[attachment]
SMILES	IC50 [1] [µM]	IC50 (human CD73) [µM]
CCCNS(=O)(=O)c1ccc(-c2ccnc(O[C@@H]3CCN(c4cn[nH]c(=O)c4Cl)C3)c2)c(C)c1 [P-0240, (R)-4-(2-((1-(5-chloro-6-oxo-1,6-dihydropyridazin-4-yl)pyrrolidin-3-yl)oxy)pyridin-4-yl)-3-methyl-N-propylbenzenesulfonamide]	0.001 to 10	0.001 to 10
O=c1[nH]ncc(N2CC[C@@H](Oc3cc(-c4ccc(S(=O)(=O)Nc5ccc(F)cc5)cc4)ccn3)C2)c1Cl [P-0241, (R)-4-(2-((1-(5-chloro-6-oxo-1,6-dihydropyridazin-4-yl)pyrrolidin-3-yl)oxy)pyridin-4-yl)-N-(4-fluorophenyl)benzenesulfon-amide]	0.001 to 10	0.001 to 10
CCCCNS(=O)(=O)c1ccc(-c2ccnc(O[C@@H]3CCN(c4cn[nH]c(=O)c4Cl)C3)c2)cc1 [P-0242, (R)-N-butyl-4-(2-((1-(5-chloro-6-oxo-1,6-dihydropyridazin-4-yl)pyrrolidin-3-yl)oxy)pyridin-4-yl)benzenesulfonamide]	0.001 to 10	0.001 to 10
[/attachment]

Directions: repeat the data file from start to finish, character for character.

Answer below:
SMILES	IC50 [1] [µM]	IC50 (human CD73) [µM]
CCCNS(=O)(=O)c1ccc(-c2ccnc(O[C@@H]3CCN(c4cn[nH]c(=O)c4Cl)C3)c2)c(C)c1 [P-0240, (R)-4-(2-((1-(5-chloro-6-oxo-1,6-dihydropyridazin-4-yl)pyrrolidin-3-yl)oxy)pyridin-4-yl)-3-methyl-N-propylbenzenesulfonamide]	0.001 to 10	0.001 to 10
O=c1[nH]ncc(N2CC[C@@H](Oc3cc(-c4ccc(S(=O)(=O)Nc5ccc(F)cc5)cc4)ccn3)C2)c1Cl [P-0241, (R)-4-(2-((1-(5-chloro-6-oxo-1,6-dihydropyridazin-4-yl)pyrrolidin-3-yl)oxy)pyridin-4-yl)-N-(4-fluorophenyl)benzenesulfon-amide]	0.001 to 10	0.001 to 10
CCCCNS(=O)(=O)c1ccc(-c2ccnc(O[C@@H]3CCN(c4cn[nH]c(=O)c4Cl)C3)c2)cc1 [P-0242, (R)-N-butyl-4-(2-((1-(5-chloro-6-oxo-1,6-dihydropyridazin-4-yl)pyrrolidin-3-yl)oxy)pyridin-4-yl)benzenesulfonamide]	0.001 to 10	0.001 to 10